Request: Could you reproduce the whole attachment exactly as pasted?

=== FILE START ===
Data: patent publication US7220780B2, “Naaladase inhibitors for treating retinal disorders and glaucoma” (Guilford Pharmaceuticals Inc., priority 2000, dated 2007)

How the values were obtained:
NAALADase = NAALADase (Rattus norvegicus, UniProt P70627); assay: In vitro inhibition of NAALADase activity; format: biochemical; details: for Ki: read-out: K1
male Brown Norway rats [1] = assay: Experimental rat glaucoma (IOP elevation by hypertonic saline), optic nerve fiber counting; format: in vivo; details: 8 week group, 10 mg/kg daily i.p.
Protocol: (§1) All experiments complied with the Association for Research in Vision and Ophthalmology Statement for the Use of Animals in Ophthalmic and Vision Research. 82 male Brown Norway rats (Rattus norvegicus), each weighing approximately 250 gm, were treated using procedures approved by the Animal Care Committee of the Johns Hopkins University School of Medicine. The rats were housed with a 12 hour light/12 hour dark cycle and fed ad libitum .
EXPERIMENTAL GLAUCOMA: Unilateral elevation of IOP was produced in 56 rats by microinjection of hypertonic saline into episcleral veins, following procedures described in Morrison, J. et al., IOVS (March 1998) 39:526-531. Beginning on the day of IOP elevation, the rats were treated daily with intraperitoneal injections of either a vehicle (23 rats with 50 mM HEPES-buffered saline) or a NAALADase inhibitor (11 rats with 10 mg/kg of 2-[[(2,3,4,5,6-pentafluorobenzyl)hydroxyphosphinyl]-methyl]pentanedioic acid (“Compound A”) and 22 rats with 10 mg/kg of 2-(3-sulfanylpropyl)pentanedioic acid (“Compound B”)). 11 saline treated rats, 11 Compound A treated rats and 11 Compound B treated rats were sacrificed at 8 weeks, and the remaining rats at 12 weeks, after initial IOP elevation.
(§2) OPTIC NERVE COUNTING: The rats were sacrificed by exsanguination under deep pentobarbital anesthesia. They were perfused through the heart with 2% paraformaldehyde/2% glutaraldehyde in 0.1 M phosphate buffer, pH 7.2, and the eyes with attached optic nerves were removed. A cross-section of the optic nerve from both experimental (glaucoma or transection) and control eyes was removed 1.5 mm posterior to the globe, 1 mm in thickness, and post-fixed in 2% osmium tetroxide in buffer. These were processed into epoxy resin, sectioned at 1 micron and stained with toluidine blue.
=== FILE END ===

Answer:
Data: patent publication US7220780B2, “Naaladase inhibitors for treating retinal disorders and glaucoma” (Guilford Pharmaceuticals Inc., priority 2000, dated 2007)

How the values were obtained:
NAALADase = NAALADase (Rattus norvegicus, UniProt P70627); assay: In vitro inhibition of NAALADase activity; format: biochemical; details: for Ki: read-out: K1
male Brown Norway rats [1] = assay: Experimental rat glaucoma (IOP elevation by hypertonic saline), optic nerve fiber counting; format: in vivo; details: 8 week group, 10 mg/kg daily i.p.
Protocol: (§1) All experiments complied with the Association for Research in Vision and Ophthalmology Statement for the Use of Animals in Ophthalmic and Vision Research. 82 male Brown Norway rats (Rattus norvegicus), each weighing approximately 250 gm, were treated using procedures approved by the Animal Care Committee of the Johns Hopkins University School of Medicine. The rats were housed with a 12 hour light/12 hour dark cycle and fed ad libitum .
EXPERIMENTAL GLAUCOMA: Unilateral elevation of IOP was produced in 56 rats by microinjection of hypertonic saline into episcleral veins, following procedures described in Morrison, J. et al., IOVS (March 1998) 39:526-531. Beginning on the day of IOP elevation, the rats were treated daily with intraperitoneal injections of either a vehicle (23 rats with 50 mM HEPES-buffered saline) or a NAALADase inhibitor (11 rats with 10 mg/kg of 2-[[(2,3,4,5,6-pentafluorobenzyl)hydroxyphosphinyl]-methyl]pentanedioic acid (“Compound A”) and 22 rats with 10 mg/kg of 2-(3-sulfanylpropyl)pentanedioic acid (“Compound B”)). 11 saline treated rats, 11 Compound A treated rats and 11 Compound B treated rats were sacrificed at 8 weeks, and the remaining rats at 12 weeks, after initial IOP elevation.
(§2) OPTIC NERVE COUNTING: The rats were sacrificed by exsanguination under deep pentobarbital anesthesia. They were perfused through the heart with 2% paraformaldehyde/2% glutaraldehyde in 0.1 M phosphate buffer, pH 7.2, and the eyes with attached optic nerves were removed. A cross-section of the optic nerve from both experimental (glaucoma or transection) and control eyes was removed 1.5 mm posterior to the globe, 1 mm in thickness, and post-fixed in 2% osmium tetroxide in buffer. These were processed into epoxy resin, sectioned at 1 micron and stained with toluidine blue.